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[1] “Introducing Salesforce Einstein–AI For Everyone”. 2018. Salesforce Blog. https://www.salesforce.com/blog/2016/09/introducing-salesforce-einstein.html.

[2] “Introducing Salesforce Einstein–AI For Everyone”. 2018. Salesforce Blog. https://www.salesforce.com/blog/2016/09/introducing-salesforce-einstein.html.

[3] “Salesforce.Com CEO Marc Benioff: Next-Generation AI | Mad Money | CNBC”. 2018. Youtube. https://www.youtube.com/watch?v=TTcru4rzldU.

[4] “Marc Benioff Reveals Siri Integration With Salesforce Einstein, Lauds Apple’s Cook”. 2018. Appleinsider. https://appleinsider.com/articles/18/09/25/marc-benioff-reveals-siri-integration-with-salesforce-einstein-lauds-apples-cook.

[5] “Marc Benioff Reveals Siri Integration With Salesforce Einstein, Lauds Apple’s Cook”. 2018. Appleinsider. https://appleinsider.com/articles/18/09/25/marc-benioff-reveals-siri-integration-with-salesforce-einstein-lauds-apples-cook.

[6] Kovar, Joseph. 2018. “Salesforce Is Counting On AI, Cloud Acquisitions For Future Growth”. CRN. https://www.crn.com/news/cloud/salesforce-is-counting-on-ai-cloud-acquisitions-for-future-growth.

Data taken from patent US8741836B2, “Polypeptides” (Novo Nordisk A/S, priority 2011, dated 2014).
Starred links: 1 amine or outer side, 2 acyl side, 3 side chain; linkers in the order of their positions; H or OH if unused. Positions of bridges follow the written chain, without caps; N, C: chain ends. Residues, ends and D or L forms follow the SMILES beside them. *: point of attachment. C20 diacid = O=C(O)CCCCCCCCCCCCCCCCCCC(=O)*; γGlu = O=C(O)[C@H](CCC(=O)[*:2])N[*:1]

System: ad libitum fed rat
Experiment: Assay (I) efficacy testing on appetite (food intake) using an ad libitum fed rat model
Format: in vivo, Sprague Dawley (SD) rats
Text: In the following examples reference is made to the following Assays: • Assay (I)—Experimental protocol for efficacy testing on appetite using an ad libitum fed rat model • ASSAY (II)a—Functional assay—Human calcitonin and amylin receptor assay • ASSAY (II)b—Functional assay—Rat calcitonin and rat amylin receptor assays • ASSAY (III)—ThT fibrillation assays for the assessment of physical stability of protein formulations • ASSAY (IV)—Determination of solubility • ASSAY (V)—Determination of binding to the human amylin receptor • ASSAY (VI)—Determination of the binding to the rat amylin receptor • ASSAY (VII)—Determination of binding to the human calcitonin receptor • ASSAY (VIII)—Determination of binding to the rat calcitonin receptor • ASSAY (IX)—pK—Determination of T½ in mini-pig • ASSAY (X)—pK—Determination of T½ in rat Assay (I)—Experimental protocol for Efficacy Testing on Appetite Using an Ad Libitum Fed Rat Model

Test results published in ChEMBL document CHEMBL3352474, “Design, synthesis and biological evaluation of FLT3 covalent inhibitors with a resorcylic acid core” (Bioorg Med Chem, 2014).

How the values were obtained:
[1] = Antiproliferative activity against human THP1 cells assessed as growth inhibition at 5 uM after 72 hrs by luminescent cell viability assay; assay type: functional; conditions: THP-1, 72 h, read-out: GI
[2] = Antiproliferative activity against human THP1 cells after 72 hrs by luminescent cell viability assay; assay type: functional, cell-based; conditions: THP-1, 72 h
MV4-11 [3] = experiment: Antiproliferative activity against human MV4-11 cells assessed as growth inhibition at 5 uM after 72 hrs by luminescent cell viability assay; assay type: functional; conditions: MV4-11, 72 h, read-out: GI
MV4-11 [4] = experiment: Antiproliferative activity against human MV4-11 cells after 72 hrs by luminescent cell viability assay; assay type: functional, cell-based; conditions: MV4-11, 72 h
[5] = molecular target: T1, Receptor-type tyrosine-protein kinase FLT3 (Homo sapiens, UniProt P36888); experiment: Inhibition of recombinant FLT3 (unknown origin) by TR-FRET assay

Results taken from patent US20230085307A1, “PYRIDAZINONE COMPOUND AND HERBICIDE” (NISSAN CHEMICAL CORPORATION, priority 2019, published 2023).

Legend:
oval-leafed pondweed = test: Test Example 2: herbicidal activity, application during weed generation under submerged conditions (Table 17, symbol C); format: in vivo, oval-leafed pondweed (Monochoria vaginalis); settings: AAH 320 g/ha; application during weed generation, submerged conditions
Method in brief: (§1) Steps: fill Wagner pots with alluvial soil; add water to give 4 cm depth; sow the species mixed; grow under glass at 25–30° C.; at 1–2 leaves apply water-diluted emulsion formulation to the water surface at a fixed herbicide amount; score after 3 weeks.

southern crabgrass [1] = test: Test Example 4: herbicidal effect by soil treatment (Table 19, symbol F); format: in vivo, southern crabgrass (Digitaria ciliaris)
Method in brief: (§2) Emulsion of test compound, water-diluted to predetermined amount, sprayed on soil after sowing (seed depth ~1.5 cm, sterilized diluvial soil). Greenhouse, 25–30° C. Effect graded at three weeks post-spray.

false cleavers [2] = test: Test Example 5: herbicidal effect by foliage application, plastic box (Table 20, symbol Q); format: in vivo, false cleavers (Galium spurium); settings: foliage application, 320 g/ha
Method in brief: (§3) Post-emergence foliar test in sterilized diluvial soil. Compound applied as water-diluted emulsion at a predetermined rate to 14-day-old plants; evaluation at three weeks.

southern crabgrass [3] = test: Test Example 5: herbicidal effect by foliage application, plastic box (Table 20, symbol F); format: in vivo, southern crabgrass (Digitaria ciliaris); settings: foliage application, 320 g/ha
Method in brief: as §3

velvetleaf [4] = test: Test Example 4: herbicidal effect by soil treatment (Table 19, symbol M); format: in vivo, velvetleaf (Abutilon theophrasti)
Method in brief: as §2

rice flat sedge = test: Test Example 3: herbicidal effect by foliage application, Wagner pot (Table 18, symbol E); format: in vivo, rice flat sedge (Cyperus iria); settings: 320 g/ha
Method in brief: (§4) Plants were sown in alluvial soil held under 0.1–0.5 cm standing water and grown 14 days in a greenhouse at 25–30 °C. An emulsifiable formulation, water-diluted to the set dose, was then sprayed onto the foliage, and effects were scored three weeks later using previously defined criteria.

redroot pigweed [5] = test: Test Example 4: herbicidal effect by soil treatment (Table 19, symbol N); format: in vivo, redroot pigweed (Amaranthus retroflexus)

[7] Rosenberg, Scott, Tom Simonite, Shaun Raviv, Clive Thompson, Jessi Hempel, Dean Kuipers, and Nicholas Thompson. 2018. “Inside Salesforce’S Quest To Bring AI To Everyone | Backchannel”. WIRED. https://www.wired.com/story/inside-salesforces-quest-to-bring-artificial-intelligence-to-everyone/.

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1 thought on “How Salesforce is using machine learning to unlock more value for its customers (and their customers)

  1. Thanks for the interesting and insightful read! I fundamentally believe that AI is the next big thing in the CRM space, and there are several high-potential companies, other than Salesforce, that work in this direction like Chorus, Cogito and Conversica. From my perspective, another interesting question would be whether customers are ready for this change and the touted impact that these technologies are introducing to their business. To your question, I am confident that the solution needs to come from the software developer, Salesforce in this particular instance, by, first, building diversity into the datasets used to train the algorithm and, second, assembling an inclusive tech team that is more likely to take such parameters into account and produce algorithm that are more likely to be fit for a more diverse world.